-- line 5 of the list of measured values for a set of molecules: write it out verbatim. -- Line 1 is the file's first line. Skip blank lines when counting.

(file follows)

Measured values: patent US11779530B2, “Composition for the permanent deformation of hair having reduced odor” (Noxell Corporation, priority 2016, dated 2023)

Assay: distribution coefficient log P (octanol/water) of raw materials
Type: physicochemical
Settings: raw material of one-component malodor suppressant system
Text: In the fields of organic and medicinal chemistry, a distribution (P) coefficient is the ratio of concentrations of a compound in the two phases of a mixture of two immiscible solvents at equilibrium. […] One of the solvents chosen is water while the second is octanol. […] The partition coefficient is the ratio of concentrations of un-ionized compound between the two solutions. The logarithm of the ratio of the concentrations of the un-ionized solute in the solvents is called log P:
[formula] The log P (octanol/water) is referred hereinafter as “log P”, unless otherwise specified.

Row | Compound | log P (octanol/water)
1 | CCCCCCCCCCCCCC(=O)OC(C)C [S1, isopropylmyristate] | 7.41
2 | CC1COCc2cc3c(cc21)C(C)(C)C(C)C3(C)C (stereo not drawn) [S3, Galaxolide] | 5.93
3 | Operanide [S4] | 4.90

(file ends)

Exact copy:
Text: In the fields of organic and medicinal chemistry, a distribution (P) coefficient is the ratio of concentrations of a compound in the two phases of a mixture of two immiscible solvents at equilibrium. […] One of the solvents chosen is water while the second is octanol. […] The partition coefficient is the ratio of concentrations of un-ionized compound between the two solutions. The logarithm of the ratio of the concentrations of the un-ionized solute in the solvents is called log P: